No one disputes that we’re living in a golden age of craft beer, at least by sheer volume and selection alone. In 2016 there were 5,234 distinct craft breweries in the U.S.—up 16.2 percent from 2015, per the Brewers Association (BA). (For contrast, there were fewer than 2,000 breweries in America as recently as six years ago.) But while we have more beer choices than ever before, craft volume growth slowed to six percent last year, compared to 13 percent in 2015 and 18 percent in 2014, according to the BA.

It’s probably too early to say that the craft beer bubble has begun to burst, but a new report from Drizly, the county’s largest alcohol delivery app, suggests at least one important demographic may be getting tired of microbrews.

Drizly recently launched what it calls its “Data Distillery,” a hub that gathers data from millions of orders in the 70 American cities in which Drizly operates. In its first major finding, the company reported that Millennials are now buying more macro brews from major brands than craft beers. (As a reminder, the Brewers Association categorizes craft breweries as those that annually produce 6 million barrels or fewer per year, and are less than 25-percent owned or controlled by a mass brewer.)

A deeper dive into the data reveals that Drizly users between the ages of 21 and 29 bought 38 percent of their beer from craft brewers on the site in the first quarter of 2017, even though more than 90 percent of the beers available come from craft brands. Compare that to the first quarter of 2015, when craft accounted for 44 percent of Drizly sales from the same age group. Meanwhile, 30- to 39-year-olds saw a similar drop over two years, though it wasn’t as pronounced (49 to 44 percent).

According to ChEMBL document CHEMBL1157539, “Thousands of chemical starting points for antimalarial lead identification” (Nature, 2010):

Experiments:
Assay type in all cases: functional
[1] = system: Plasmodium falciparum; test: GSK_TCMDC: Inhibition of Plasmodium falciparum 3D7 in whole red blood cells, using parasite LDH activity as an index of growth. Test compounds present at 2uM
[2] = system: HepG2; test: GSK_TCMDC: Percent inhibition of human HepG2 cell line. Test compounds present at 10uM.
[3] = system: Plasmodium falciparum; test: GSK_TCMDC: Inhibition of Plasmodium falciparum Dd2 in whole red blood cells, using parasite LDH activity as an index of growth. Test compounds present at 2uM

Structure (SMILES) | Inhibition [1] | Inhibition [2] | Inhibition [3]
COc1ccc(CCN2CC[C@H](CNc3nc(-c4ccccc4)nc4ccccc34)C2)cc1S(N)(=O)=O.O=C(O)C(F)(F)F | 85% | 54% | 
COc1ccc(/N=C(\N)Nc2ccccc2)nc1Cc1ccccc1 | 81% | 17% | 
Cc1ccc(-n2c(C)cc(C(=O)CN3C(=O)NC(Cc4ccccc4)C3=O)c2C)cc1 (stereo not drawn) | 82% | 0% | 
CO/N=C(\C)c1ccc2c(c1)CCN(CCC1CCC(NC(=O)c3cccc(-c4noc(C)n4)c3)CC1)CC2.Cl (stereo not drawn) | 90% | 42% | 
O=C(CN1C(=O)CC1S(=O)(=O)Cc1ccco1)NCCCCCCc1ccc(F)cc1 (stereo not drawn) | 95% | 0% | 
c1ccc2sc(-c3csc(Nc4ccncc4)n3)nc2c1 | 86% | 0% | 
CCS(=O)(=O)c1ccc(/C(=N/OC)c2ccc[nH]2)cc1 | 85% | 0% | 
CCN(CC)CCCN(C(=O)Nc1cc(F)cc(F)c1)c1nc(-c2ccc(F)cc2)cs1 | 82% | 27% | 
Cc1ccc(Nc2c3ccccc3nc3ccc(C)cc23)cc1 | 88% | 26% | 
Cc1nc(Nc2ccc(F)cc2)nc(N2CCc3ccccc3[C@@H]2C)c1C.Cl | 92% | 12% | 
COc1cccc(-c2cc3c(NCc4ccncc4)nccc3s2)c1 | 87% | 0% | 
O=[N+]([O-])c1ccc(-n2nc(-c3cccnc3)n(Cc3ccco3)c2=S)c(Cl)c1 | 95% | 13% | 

This means young people are drinking beers from macro brands that are in many cases cheaper, and arguably worse. Among the macro beers that have seen a significant spike over the last 2.5 years, Michelob Ultra’s Drizly sales have grown sixfold since the beginning of 2015, while Corona’s have more than doubled. The craft-certified Brooklyn Brewery’s sales, meanwhile, have dropped by 25 percent in the same amount of time.

Here’s where we stress not to read too much into the stats, namely because these are lazy Millennials we’re talking about, who prefer to buy their booze online instead of at a physical distributor or bar. And consider just who makes up that 21- to 29-year-old demographic: college students and postgrads, who could either be stocking up for frat parties or trying to save money to make rent, and so gravitate toward cheaper, albeit shittier brews. After all, a craft beer tends to cost around 40 cents more than macro for a six-pack, per Drizly.

So don’t write a eulogy for your beloved neighborhood nanobrewery just yet. That being said, since Millennials surpassed Baby Boomers in size last year and will soon shape the future of America (if they haven’t begun to already) don’t be surprised if we’re all pounding Busch Light tall boys in solidarity before long.